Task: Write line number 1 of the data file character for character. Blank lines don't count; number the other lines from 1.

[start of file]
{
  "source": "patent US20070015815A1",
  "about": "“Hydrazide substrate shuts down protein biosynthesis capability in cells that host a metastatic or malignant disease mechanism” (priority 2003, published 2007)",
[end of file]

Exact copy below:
{